No doubt the Boomer triumvirate of radical autonomy, self-actualization, and contempt for authority, a. k. a., sex, drugs, and rock-and-roll, has left an indelible mark on contemporary culture.  Even so, the old and crusty things against which they passionately inveighed persist, both at home and abroad.  Love and reason have not supplanted violence and exploitation.  Viewed in retrospect, the expectations that Boomers voiced back in the Sixties appear embarrassingly naïve and more than a little silly.
Now, with the passing of yet another half-century, another youthful cohort purports to see big change in the making.  With Progressives gone and forgotten and Boomers preparing to exit the stage, here come the so-called Millennials, bursting with their own ideas, plans, and hopes.  They too believe that the world was never so young (or so plastic) and they seem intent on making their own run at banishing all that is old and crusty.
Millennials boast their own triumvirate, this one consisting of personal electronic devices in combination with the internet and social media.  In addition to refashioning politics (the Progressives’ goal) and expanding personal choice (a Boomer priority), this new triumvirate offers much more.  It promises something akin to limitless, universal empowerment.
Today’s young welcome that prospect as an unvarnished good.  “You’re more powerful than you think,” Apple assures them.  “You have the power to create, shape, and share your life.  It’s right there in your hand.  Or bag.  Or pocket.  It’s your iPhone 5s.”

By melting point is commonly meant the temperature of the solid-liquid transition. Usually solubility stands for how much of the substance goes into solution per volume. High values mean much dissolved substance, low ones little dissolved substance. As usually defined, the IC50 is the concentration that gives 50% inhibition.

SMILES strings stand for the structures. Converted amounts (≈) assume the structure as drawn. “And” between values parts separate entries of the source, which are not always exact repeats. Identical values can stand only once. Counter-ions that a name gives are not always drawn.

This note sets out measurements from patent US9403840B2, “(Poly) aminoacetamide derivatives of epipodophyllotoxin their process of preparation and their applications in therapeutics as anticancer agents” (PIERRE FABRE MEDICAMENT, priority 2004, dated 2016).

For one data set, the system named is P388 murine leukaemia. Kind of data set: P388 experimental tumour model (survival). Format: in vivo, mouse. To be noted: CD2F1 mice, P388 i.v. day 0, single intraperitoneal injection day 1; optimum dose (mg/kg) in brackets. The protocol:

Here for Millennials is what distinguishes their generation from all those that have gone before.  Here is their Great Truth.  With all the gullibility of Progressives certain that Wilson’s Fourteen Points spelled an end to war and of Boomers who fancied that dropping acid promised a short cut to enlightenment, they embrace that truth as self-evident.  The power that they hold in their hand, carry in their bag, or stuff in the pocket of their jeans is transforming human existence.
To a historian, the credulity of the Millennials manages to be both touching and pathetic.  It is touching as a testimonial to an enduring faith in human ingenuity as panacea.  It is pathetic in its disregard for the actual legacy of human ingenuity, which is at best ambiguous.